Every business aims to acquire new customers, have them fall in love with their product or service, and provide top-notch service along the way. The challenge here, despite good intentions, is actually keeping loyal customers. After all, acquiring a new customer can cost anywhere from 5x to 25x that of retaining a current customer. Just looking at that statistic should perk the ears up of any marketer out there.
Simplifying the complex customer lifecycle
So, to keep those customers happy and dialing up the revenue, businesses need to challenge themselves (and other marketers) to take a seat at the table in learning about the post-sale customer lifecycle from the customer’s perspective. This will also help to improve customer relationships, especially if they are at risk.
It's true, a marketer's job is never done. And as if we don't have enough pillars to add to our ever-evolving marketing strategy, customer retention (and might we add delight) is the basis of any good marketing strategy. That’s why we not only undertook a revamp of our customer journey map at SmartBug®, but we also hope to rally other marketers to do the same. Hence me sharing insider tips and tricks with all of you.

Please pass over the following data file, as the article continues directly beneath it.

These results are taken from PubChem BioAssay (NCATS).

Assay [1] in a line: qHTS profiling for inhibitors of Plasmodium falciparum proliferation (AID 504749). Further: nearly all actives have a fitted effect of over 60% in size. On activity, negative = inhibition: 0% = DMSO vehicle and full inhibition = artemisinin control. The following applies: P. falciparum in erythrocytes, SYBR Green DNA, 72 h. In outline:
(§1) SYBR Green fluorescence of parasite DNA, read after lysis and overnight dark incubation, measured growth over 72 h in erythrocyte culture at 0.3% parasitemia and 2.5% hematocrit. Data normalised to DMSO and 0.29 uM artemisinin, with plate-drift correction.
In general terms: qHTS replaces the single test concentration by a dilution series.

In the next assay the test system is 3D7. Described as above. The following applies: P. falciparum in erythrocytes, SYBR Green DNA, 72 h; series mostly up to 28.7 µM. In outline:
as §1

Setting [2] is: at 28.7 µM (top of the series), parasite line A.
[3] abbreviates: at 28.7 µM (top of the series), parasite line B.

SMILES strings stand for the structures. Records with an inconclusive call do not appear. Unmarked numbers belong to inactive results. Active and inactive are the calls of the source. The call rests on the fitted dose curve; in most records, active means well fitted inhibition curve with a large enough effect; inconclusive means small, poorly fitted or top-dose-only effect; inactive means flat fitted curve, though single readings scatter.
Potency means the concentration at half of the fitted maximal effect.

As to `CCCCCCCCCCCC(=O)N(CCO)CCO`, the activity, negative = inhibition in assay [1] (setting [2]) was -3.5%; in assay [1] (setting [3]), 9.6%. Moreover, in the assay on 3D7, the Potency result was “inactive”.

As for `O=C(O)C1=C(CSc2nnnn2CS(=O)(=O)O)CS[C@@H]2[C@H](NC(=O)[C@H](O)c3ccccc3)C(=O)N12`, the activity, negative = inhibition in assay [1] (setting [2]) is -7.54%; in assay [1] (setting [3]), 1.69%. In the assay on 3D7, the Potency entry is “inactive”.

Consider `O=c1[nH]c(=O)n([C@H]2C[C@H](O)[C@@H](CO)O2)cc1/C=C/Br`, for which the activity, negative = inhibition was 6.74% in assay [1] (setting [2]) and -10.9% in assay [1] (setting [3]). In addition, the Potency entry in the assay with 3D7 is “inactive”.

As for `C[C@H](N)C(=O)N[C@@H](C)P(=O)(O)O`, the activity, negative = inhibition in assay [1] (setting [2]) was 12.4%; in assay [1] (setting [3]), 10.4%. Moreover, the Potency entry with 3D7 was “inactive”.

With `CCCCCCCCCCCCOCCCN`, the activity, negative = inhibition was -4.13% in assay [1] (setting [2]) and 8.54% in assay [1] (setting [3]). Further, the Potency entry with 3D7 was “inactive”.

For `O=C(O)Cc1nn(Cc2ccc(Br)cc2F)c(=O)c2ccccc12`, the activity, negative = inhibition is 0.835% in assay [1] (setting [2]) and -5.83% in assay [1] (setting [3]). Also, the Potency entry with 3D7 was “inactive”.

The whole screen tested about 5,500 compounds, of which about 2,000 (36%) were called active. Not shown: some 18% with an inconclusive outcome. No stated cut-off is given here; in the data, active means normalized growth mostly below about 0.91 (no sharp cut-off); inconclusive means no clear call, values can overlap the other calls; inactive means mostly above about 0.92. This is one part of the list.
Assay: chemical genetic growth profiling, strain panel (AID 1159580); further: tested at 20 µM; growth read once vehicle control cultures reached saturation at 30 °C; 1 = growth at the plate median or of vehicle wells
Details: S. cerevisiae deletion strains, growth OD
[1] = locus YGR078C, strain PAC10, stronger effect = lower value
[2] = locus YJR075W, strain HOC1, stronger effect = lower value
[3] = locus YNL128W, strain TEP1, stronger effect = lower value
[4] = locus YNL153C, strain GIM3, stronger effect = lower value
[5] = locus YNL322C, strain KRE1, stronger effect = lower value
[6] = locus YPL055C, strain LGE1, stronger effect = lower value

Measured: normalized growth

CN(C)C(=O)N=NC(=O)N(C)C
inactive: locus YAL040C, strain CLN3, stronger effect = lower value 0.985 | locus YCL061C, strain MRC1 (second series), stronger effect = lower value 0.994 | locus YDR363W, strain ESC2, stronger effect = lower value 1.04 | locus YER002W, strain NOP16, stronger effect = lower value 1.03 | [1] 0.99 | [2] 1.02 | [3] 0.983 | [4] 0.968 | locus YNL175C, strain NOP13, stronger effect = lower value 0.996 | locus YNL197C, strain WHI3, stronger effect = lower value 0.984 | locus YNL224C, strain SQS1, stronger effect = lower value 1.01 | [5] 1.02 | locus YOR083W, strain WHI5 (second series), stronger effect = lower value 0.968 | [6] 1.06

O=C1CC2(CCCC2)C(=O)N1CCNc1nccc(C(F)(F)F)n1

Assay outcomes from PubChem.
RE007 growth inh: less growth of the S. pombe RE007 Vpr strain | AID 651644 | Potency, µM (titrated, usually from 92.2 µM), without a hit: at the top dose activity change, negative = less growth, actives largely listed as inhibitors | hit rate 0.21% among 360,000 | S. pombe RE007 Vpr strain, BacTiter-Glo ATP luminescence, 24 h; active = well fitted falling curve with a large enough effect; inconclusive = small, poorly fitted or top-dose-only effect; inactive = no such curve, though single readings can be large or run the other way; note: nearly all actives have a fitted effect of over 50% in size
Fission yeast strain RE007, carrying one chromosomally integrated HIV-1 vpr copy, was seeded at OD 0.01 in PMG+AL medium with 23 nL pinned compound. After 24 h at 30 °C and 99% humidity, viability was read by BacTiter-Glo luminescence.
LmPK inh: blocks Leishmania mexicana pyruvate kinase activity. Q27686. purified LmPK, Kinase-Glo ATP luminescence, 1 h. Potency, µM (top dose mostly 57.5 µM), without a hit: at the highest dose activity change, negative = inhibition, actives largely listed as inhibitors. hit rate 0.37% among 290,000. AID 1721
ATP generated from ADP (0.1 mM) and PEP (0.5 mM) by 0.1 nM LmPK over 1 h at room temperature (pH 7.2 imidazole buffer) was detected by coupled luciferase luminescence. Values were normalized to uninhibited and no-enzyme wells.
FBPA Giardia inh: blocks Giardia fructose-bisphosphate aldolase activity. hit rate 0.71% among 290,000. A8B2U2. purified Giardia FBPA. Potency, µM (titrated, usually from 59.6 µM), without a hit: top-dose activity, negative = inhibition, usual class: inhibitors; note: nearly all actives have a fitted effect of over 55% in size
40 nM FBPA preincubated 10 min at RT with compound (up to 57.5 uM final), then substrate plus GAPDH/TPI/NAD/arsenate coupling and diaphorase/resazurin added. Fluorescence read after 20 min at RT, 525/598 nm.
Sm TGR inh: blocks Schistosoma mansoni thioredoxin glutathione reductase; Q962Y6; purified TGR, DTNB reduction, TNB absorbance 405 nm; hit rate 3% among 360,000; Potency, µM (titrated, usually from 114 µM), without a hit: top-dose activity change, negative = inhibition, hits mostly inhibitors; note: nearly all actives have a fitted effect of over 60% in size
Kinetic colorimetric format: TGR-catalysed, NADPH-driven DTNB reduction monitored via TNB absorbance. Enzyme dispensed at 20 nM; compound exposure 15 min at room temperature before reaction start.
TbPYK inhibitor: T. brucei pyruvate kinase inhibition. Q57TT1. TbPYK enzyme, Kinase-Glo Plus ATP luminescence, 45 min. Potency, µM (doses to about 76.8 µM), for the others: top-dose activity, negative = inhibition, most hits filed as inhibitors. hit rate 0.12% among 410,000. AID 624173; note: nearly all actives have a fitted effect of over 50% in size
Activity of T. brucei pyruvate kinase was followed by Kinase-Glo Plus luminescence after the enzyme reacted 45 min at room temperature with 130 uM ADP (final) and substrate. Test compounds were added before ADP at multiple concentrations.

In a day and age when the stage of the customer lifecycle is so complex, listening to the voice of the customer (VOC) helps you understand their expectations. As a brand, you have a unified voice. So at every touchpoint, regardless of where interactions and communications are coming from, the customer can identify, and almost predict, what type of interaction they will have with your brand—including on social media. The mission: deliver on expectations and delight for longevity.